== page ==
Leaders from the Behavioral Health Education Center of Nebraska (BHECN, pronounced “beacon”) will visit behavioral health partners in three areas of the Panhandle Oct. 5-6 to discuss behavioral health workforce growth initiatives.
BHECN leaders, including Howard Liu, M.D., BHECN’s director and child psychiatrist, and Joe Evans, Ph.D., BHECN’s clinical director and licensed psychologist, will meet with educators, providers and community leaders in North Platte, Scottsbluff, Chadron and Rushville over the two-day trip.
In Nebraska, 88 of 93 counties meet federal criteria for designation as Mental Health Professions Shortage Areas with more than 50 percent of the behavioral health workforce over the age of 50. This workforce includes addiction counselors, psychologists, psychiatrists, social workers and nurse practitioners.
“Nebraska is faced with critical workforce shortages, leading to gaps in behavioral health services in many rural areas,” Dr. Liu said. “Our goal is to meet with stakeholders in behavioral health in western Nebraska to learn more about their workforce and training needs and to discuss solutions and programs to grow the workforce.”
BHECN’s initiatives focus on workforce pipeline development, mentoring and training programs, and integrating behavioral health professionals into primary care medical clinics.
In collaboration with the 15 behavioral health academic programs that educate the state’s licensed professionals, BHECN’s goal is to retain 50 percent of students in Nebraska.
“BHECN is invested in introducing students to careers in behavioral health and developing mentorship opportunities for trainees,” Dr. Liu said. “We are finding ways to connect students with professionals and supervised training opportunities to help shape their careers and to hopefully keep them working in Nebraska.”
Some examples of BHECN initiatives include:
BHECN established the Nebraska Counseling Collaborative, which obtained a Health Resources and Services Administration (HRSA) grant to fund 21 interns from counseling graduate programs at the University of Nebraska at Kearney, Wayne State College, University of Nebraska at Omaha, and Chadron State College to train and work in underserved rural and urban areas.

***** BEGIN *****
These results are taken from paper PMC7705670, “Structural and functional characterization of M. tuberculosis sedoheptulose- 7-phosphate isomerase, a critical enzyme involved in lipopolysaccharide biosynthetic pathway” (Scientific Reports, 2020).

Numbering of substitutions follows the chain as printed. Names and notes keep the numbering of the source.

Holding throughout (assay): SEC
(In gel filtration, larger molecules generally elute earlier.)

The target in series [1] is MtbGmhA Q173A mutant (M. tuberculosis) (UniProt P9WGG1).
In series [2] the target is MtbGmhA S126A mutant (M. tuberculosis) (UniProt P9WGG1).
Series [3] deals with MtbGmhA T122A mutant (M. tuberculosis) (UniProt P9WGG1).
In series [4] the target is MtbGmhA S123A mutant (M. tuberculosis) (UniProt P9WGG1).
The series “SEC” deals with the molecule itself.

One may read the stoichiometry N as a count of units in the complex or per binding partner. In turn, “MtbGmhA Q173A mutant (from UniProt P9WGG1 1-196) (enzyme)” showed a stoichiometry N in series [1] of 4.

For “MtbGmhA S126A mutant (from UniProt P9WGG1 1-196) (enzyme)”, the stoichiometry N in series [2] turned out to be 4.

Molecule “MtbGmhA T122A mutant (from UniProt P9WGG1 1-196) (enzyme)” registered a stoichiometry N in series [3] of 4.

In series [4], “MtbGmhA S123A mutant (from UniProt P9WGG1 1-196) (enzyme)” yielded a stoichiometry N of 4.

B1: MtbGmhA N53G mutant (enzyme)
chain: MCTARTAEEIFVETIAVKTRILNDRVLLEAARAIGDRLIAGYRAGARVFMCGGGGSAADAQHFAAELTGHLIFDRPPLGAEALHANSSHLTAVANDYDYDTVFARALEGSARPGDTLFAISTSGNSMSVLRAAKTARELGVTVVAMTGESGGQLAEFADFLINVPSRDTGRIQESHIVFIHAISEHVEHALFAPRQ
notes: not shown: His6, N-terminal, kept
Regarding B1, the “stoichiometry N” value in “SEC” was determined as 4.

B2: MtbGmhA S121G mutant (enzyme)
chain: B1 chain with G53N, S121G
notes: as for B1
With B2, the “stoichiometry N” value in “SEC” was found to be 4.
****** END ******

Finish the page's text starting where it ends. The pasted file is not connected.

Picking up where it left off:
In collaboration with the Munroe-Meyer Institute Psychology Department, BHECN places counseling and psychology interns into 24 rural primary care clinics across the state that have behavioral health services integrated into patients’ “medical homes.” Recently, additional federal funding was secured to expand training to psychiatric nurse practitioners, doctoral level psychologists, and master’s degree therapists over the next four years.
BHECN funds psychiatry resident rural rotations in North Platte, Hastings and Kearney.
BHECN launched a new program to train master’s level counseling students at Chadron State College to become alcohol and drug counselors, addressing the gaps in the Panhandle for addiction treatment services.
A recent HRSA grant award also will fund non-traditional students to train as addiction counselors and community health workers in rural areas of Nebraska and will serve as a career ladder to future careers in behavioral health.
The University of Nebraska at Kearney was established as a “rural hub” by BHECN to guide many rural training and workforce development ideas with the help of an advisory board consisting of 19 members spanning central and western Nebraska.
BHECN is exploring the possibility of creating a rural provider network to provide support and training for rural providers who may experience isolation from the behavioral health workforce.
BHECN offers ongoing training opportunities via webinars, summits, workshops, seminars, and online modules, available to trainees and professionals across the state.
More information about BHECN’s behavioral health workforce initiatives can be found at www.unmc.edu/bhecn.